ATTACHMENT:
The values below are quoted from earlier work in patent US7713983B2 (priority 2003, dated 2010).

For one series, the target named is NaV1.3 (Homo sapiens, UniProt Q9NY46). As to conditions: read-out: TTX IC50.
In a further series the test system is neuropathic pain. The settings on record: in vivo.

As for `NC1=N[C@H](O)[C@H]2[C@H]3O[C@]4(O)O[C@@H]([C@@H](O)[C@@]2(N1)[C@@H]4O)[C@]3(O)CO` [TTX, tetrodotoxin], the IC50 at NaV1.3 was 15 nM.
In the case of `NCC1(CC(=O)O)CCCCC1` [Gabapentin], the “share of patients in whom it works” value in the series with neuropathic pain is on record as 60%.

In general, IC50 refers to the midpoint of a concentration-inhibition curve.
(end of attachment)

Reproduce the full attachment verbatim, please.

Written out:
The values below are quoted from earlier work in patent US7713983B2 (priority 2003, dated 2010).

For one series, the target named is NaV1.3 (Homo sapiens, UniProt Q9NY46). As to conditions: read-out: TTX IC50.
In a further series the test system is neuropathic pain. The settings on record: in vivo.

As for `NC1=N[C@H](O)[C@H]2[C@H]3O[C@]4(O)O[C@@H]([C@@H](O)[C@@]2(N1)[C@@H]4O)[C@]3(O)CO` [TTX, tetrodotoxin], the IC50 at NaV1.3 was 15 nM.
In the case of `NCC1(CC(=O)O)CCCCC1` [Gabapentin], the “share of patients in whom it works” value in the series with neuropathic pain is on record as 60%.

In general, IC50 refers to the midpoint of a concentration-inhibition curve.